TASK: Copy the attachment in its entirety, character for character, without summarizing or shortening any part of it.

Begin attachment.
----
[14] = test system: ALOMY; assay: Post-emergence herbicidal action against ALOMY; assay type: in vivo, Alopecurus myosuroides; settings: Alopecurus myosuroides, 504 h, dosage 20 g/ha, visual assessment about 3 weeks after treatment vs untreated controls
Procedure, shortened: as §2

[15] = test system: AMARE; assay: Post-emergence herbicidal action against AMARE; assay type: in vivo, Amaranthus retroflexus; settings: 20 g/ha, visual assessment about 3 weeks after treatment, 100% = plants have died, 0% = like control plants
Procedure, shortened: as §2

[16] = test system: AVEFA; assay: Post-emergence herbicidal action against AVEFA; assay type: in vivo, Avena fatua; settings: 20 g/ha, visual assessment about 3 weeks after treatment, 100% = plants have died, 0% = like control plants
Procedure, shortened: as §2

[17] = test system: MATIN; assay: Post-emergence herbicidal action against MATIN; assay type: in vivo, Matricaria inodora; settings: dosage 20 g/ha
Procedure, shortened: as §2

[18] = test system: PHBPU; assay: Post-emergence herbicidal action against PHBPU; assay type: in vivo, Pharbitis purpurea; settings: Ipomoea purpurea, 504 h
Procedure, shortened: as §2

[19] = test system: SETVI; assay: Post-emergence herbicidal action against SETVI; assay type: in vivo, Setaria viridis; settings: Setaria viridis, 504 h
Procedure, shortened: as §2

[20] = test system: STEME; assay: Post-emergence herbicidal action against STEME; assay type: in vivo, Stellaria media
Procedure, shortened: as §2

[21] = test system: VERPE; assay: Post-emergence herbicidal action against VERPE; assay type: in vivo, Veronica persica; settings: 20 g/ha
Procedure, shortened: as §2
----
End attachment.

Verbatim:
[14] = test system: ALOMY; assay: Post-emergence herbicidal action against ALOMY; assay type: in vivo, Alopecurus myosuroides; settings: Alopecurus myosuroides, 504 h, dosage 20 g/ha, visual assessment about 3 weeks after treatment vs untreated controls
Procedure, shortened: as §2

[15] = test system: AMARE; assay: Post-emergence herbicidal action against AMARE; assay type: in vivo, Amaranthus retroflexus; settings: 20 g/ha, visual assessment about 3 weeks after treatment, 100% = plants have died, 0% = like control plants
Procedure, shortened: as §2

[16] = test system: AVEFA; assay: Post-emergence herbicidal action against AVEFA; assay type: in vivo, Avena fatua; settings: 20 g/ha, visual assessment about 3 weeks after treatment, 100% = plants have died, 0% = like control plants
Procedure, shortened: as §2

[17] = test system: MATIN; assay: Post-emergence herbicidal action against MATIN; assay type: in vivo, Matricaria inodora; settings: dosage 20 g/ha
Procedure, shortened: as §2

[18] = test system: PHBPU; assay: Post-emergence herbicidal action against PHBPU; assay type: in vivo, Pharbitis purpurea; settings: Ipomoea purpurea, 504 h
Procedure, shortened: as §2

[19] = test system: SETVI; assay: Post-emergence herbicidal action against SETVI; assay type: in vivo, Setaria viridis; settings: Setaria viridis, 504 h
Procedure, shortened: as §2

[20] = test system: STEME; assay: Post-emergence herbicidal action against STEME; assay type: in vivo, Stellaria media
Procedure, shortened: as §2

[21] = test system: VERPE; assay: Post-emergence herbicidal action against VERPE; assay type: in vivo, Veronica persica; settings: 20 g/ha
Procedure, shortened: as §2